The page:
Dental Protection urges Government to sort out dental regulation

Dental Protection urges Government to sort out dental regulation

Dental Protection has told the Government that it is now time to focus on getting UK dental regulation right. Raj Rattan, Dental Director, urged the new Government to move things forward quickly saying: “Few areas of regulation in the UK are more overdue reform than healthcare professional regulation.”

Ministers need to make swift progress in reforming dental regulation and enabling much needed improvements to Fitness to Practise (FtP) processes, according to Dental Protection. In its ‘Priorities for the new Government’ paper, it said the General Dental Council (GDC) had made some positive changes to its FtP processes but had been held back by the confines of legislation that is over 35 years old and has not kept up with changes in dentistry.

Dental Protection said over 1000 dental professionals go through stressful and slow FtP processes each year at the GDC without facing a sanction, while many patients making a complaint also end up disappointed with the outcome. It said the GDC needs to have greater discretion – albeit with inbuilt safeguards - to not take forward investigations in case where the allegations clearly do not require action. The previous government responded to a consultation on wide ranging reforms but failed to set out details on what the next steps would be, and when.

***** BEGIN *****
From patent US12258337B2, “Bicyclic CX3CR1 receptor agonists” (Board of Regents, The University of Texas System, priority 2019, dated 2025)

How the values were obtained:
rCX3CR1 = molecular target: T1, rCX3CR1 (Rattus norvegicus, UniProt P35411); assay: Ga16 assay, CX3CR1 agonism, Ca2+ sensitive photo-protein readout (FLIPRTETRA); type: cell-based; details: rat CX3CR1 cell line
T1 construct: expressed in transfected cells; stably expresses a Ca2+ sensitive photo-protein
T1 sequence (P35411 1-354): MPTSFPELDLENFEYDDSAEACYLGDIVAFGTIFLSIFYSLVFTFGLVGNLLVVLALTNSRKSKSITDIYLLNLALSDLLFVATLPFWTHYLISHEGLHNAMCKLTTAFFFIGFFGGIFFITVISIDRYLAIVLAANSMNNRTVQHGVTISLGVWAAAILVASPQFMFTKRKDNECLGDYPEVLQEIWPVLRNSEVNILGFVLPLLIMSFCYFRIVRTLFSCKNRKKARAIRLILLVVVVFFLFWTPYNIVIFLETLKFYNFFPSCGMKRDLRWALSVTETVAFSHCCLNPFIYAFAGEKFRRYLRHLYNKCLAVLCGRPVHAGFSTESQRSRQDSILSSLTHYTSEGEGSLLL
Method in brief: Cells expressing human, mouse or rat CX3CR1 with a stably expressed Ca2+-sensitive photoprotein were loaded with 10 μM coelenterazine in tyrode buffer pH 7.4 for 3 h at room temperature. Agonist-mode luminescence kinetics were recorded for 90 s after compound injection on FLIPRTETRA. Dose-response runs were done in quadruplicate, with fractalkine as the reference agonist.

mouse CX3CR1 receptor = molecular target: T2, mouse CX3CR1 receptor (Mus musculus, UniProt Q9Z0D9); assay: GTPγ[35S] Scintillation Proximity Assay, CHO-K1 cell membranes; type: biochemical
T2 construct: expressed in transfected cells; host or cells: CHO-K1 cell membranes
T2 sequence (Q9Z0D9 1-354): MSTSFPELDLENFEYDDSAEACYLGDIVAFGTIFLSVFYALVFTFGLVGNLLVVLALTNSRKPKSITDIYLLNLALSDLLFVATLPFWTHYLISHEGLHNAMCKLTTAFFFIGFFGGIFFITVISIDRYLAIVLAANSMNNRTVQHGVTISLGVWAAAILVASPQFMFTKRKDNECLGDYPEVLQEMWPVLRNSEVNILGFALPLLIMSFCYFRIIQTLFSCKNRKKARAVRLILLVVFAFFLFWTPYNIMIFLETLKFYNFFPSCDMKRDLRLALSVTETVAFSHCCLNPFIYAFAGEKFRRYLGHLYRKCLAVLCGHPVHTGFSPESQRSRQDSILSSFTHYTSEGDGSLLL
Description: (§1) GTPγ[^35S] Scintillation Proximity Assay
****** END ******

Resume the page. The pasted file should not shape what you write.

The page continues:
Raj Rattan, Dental Director at Dental Protection, urged the new Government to move things forward quickly: “Few areas of regulation in the UK are more overdue reform than healthcare professional regulation. In supporting our members, we have considerable experience of the regulatory
functions performed by the GDC.

“Fitness to Practise is an area ripe for reform. The current legislation which underpins the process is overly prescriptive, prolongs the process, and it serves no one well. The GDC will continue to be heavily restricted in the changes it can make unless the legislation is updated through regulatory reform.

“We urge the new government to publish a strategy, outlining its vision for the reform of healthcare professional regulation. This strategy should include a commitment to introduce a draft reform Bill by the half way point of its term.”

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